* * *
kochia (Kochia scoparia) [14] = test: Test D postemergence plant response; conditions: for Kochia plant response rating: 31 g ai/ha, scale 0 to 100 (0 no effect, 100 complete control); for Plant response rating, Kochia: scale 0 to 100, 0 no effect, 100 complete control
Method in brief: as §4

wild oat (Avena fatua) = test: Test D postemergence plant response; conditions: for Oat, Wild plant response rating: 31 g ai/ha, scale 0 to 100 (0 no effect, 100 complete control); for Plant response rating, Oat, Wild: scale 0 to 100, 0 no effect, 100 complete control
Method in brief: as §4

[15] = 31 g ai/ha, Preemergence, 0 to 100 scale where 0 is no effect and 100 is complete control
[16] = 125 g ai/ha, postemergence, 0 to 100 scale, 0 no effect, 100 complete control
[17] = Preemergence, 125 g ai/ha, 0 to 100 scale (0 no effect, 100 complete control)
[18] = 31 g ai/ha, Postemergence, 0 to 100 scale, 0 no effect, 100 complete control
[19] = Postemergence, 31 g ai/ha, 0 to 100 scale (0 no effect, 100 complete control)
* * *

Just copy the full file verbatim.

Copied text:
kochia (Kochia scoparia) [14] = test: Test D postemergence plant response; conditions: for Kochia plant response rating: 31 g ai/ha, scale 0 to 100 (0 no effect, 100 complete control); for Plant response rating, Kochia: scale 0 to 100, 0 no effect, 100 complete control
Method in brief: as §4

wild oat (Avena fatua) = test: Test D postemergence plant response; conditions: for Oat, Wild plant response rating: 31 g ai/ha, scale 0 to 100 (0 no effect, 100 complete control); for Plant response rating, Oat, Wild: scale 0 to 100, 0 no effect, 100 complete control
Method in brief: as §4

[15] = 31 g ai/ha, Preemergence, 0 to 100 scale where 0 is no effect and 100 is complete control
[16] = 125 g ai/ha, postemergence, 0 to 100 scale, 0 no effect, 100 complete control
[17] = Preemergence, 125 g ai/ha, 0 to 100 scale (0 no effect, 100 complete control)
[18] = 31 g ai/ha, Postemergence, 0 to 100 scale, 0 no effect, 100 complete control
[19] = Postemergence, 31 g ai/ha, 0 to 100 scale (0 no effect, 100 complete control)